Spirited: Australia’s Horse Story explored how horses helped enrich our lives, build our society and shape our environment. It invited Australians to reflect on the enduring and sometimes complex relationships between people and horses.
Introduction of horses
Horses arrived in Australia in January 1788 with the first British colonists, who had purchased at least 7 light riding types at Cape Town, en route to Sydney.
For several decades horses remained scarce and highly valuable. By the 1830s, however, Australia’s herd was growing steadily, as settlers imported mixed-breed horses from India and the Cape, and Thoroughbreds, Clydesdales and Arabians from England.
Explorers began using horses to traverse and chart inland Australia, and from the 1850s thousands of hopeful miners relied on horses to carry them to the booming goldfields.
From the late 18th century European settlers, together with their sheep, cattle and horses, spread inland across the Australian continent, occupying tracts of grazing land.
On pastoral stations, horses became indispensable for moving flocks and herds across open country, mustering animals for shearing or slaughter, patrolling property boundaries and recovering lost or stolen livestock.
By the late 19th century the hard-riding, whip-cracking stockman – and his tough bush horse – had become a symbol of national identity.
In the early decades of European settlement, farmers relied on people working with hand tools to plant, harvest and process crops. Horses and bullocks were in short supply, as was equipment for them to pull.
Then, from the 1830s, draught horses and lighter workhorses became increasingly available and equine muscle became the key form of power on Australian farms.
For more than a century, horses coupled to an expanding range of machines worked the land, helping to drive agricultural expansion, defining farm life and reshaping the land.
Travelling by horse
As colonial settlement expanded inland, rough tracks were built between towns, ports and remote pastoral stations.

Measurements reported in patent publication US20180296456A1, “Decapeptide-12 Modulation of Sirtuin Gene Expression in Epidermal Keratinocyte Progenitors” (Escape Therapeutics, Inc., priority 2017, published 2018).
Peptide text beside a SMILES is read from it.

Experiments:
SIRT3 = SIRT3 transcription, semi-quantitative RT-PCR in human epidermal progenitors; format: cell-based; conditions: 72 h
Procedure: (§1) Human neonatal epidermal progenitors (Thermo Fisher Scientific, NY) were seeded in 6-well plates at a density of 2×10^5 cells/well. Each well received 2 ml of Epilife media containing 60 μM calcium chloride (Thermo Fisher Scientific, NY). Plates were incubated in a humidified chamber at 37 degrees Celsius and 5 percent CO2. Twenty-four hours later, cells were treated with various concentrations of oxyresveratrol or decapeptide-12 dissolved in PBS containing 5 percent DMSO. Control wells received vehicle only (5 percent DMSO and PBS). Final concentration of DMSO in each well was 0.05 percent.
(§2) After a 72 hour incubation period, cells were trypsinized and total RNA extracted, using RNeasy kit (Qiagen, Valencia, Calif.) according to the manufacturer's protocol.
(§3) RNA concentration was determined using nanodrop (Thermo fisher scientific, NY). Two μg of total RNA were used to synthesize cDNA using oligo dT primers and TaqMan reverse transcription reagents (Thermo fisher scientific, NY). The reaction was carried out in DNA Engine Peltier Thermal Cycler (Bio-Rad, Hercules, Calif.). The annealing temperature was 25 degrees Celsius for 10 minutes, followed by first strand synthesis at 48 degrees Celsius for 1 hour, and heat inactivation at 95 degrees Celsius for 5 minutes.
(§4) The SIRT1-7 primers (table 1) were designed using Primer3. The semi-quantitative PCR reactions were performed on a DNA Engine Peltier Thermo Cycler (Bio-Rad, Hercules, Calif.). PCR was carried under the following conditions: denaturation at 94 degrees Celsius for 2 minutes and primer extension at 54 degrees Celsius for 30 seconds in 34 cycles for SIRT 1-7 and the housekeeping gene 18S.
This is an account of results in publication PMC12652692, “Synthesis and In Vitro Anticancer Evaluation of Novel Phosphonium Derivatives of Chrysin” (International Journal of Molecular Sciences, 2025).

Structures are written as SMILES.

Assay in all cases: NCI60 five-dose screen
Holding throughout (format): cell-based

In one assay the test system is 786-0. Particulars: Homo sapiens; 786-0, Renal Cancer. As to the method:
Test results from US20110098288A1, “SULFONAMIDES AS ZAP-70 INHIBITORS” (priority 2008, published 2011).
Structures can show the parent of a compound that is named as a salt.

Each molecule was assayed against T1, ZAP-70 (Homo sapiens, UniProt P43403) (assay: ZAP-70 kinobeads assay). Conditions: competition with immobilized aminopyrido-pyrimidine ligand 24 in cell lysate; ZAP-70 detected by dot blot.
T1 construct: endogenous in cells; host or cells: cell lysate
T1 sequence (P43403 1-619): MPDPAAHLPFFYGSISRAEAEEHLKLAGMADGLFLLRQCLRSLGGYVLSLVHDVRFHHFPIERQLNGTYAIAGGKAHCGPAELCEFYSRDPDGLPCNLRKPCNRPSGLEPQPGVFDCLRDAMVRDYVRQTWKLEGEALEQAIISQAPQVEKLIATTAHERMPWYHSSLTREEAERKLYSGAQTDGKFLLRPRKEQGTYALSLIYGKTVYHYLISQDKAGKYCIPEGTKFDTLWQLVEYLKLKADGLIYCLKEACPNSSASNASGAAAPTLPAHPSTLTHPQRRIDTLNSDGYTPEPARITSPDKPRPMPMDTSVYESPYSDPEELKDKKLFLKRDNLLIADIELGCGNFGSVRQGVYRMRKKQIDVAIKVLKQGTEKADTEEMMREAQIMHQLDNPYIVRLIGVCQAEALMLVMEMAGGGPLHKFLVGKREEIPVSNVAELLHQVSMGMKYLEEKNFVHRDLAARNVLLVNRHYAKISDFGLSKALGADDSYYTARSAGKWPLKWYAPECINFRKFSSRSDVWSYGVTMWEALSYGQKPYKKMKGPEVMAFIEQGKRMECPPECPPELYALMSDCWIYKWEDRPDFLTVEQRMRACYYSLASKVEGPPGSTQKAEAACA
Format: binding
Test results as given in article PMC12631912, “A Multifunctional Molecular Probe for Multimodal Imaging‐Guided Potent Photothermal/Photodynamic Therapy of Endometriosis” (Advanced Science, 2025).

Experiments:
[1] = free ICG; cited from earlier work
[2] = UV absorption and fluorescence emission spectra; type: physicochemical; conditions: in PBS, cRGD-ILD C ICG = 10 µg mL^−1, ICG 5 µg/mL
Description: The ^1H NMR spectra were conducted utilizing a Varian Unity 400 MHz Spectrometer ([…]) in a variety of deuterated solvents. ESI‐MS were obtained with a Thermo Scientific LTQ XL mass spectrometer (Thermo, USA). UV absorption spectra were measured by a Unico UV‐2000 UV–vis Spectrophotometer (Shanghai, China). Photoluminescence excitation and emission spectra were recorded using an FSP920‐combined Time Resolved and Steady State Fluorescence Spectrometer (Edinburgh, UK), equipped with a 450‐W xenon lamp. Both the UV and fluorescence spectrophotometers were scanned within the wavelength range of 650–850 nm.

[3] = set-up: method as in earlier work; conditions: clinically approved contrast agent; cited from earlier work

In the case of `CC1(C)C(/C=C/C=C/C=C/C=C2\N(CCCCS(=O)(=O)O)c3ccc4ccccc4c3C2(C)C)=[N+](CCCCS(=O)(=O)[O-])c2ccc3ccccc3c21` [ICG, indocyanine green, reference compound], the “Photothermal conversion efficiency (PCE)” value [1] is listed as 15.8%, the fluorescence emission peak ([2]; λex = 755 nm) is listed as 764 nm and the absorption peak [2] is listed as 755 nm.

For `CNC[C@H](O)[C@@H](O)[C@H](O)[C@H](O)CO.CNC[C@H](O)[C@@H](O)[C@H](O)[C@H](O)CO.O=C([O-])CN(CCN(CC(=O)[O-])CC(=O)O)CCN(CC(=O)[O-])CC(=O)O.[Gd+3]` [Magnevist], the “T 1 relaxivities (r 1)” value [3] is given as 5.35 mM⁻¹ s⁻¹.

At first most people walked or relied on bullocks to pull their loads, but as roads improved they increasingly used horses to ride, pull passenger vehicles and haul heavy goods.
While horses were expensive to buy and keep, they were faster, enabling trade to flourish, people to visit and communicate with each other, and the long arm of the law to reach across the continent.
Sale of horses
Many Australian towns grew up where drovers or teamsters stopped to water their horses and stock, or as staging posts on coaching routes.
By 1900 most main streets offered a wide range of horse-related goods and services, including blacksmiths, ironmongers, coachbuilders, saddlers and harness-makers.
There were also feed merchants, tack suppliers, agents for horsedrawn or horse-powered equipment, and mail, passenger and haulage contractors.
At the turn of the 19th century, tens of thousands of horses lived and worked in Australia’s cities. An estimated 20,000 horses were stabled in Melbourne in the 1880s, and in the same period Sydney’s horse population supported over 50 livery stables, more than 100 saddlers and coachbuilders and over 200 carriage and buggy proprietors.
Horses hauled goods between shops, homes, factories and docks, pulled cabs, omnibuses and private vehicles, and helped with construction projects.
They also provided humans with leisure and entertainment.
Hundreds of businesses sustained the horses’ work and, as their numbers grew, civic authorities found ways to regulate their use – and clean up after them.
From the 1830s to the 1940s Australian horses in their hundreds of thousands were sent to live, work and die on overseas battlefields. At first, lighter types suited as infantry remounts, as well as heavier artillery and gun horses, were sold to the British Army for allocation to British and Indian Army units in Asia and the Middle East.